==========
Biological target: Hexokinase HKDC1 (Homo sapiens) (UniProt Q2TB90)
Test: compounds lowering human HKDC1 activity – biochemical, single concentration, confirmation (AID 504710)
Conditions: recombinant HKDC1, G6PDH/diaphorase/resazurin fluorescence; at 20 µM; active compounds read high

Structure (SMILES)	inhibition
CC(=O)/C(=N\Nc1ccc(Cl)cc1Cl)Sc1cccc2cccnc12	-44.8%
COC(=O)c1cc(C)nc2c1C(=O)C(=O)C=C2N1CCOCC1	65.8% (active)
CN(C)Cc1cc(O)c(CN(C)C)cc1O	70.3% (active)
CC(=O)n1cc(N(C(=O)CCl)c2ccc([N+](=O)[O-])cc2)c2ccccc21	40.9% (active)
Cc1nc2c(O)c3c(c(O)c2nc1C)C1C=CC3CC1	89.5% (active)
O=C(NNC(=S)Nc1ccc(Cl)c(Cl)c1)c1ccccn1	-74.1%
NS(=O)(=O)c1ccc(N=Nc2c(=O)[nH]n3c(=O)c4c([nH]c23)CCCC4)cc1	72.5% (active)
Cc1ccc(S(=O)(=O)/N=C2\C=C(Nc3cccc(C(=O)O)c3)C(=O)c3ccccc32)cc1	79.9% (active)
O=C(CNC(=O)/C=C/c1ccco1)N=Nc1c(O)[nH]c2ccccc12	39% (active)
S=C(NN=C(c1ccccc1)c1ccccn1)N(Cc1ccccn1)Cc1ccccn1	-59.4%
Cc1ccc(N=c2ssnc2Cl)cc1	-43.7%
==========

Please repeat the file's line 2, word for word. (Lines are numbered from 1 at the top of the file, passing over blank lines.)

Test: compounds lowering human HKDC1 activity – biochemical, single concentration, confirmation (AID 504710)